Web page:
The Great Wall of China, a world heritage site, has suffered severe damage from both natural and man-made corrosion over the years.
As the world's biggest defense project, it was first started more than 2,000 years ago, and what is left today was mostly built during the Ming Dynasty (1368-1644).
However, not all of the Wall is preserved like the Badaling section in northern Beijing. According to a 2012 report by the State Administration of Cultural Heritage, of the 6,259 kilometers of the Ming Dynasty Wall, less than 10 percent is well preserved, while 31 percent of the Wall, or 1,961 kilometers, has disappeared. The remaining several thousand kilometers of the Wall has been dilapidated because of wind and rain, as well as human activities.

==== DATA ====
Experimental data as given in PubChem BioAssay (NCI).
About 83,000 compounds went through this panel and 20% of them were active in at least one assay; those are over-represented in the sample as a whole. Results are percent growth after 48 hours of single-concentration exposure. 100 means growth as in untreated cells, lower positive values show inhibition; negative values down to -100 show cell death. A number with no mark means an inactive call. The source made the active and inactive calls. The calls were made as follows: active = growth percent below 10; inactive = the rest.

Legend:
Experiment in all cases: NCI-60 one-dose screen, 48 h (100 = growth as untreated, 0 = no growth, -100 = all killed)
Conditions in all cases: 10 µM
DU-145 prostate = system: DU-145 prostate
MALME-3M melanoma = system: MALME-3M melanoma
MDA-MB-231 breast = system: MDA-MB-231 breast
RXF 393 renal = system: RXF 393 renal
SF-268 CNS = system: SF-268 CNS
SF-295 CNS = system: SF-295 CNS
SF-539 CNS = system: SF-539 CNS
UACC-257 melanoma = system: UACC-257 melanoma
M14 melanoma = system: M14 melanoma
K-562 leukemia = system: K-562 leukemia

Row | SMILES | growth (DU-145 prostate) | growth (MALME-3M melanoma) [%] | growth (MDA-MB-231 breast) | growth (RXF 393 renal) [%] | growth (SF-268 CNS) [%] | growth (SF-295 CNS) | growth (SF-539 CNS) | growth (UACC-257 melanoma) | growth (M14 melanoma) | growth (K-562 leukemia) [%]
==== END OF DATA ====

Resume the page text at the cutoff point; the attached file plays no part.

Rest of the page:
In Shanxi Province, which is home to more than 3,500 kilometers of the Wall built in different historical periods, stealing of bricks from the Wall has been rampant, especially during the socially turbulent years. In the 1970s, when an agricultural development campaign began to sweep Shanxi, residents living alongside the Wall dug out the bricks and used them for building houses and other facilities.
Ge Shufang from Deshengbao village near the Wall, who is now a member of the Datong People's Congress, has been promoting awareness among local villagers for more than a decade. Now that more tourists are coming to the village to see the Wall, the villagers have realized its value, and are starting to benefit from the tourism business.
However, pursuit of economic return has also ruined the Wall in some places. In order to cash in from tourism, the Youyu county in Shanxi leveled off the Wall in Shahukou and rebuilt the section with a tacky new design, drawing fierce criticism from conservation experts.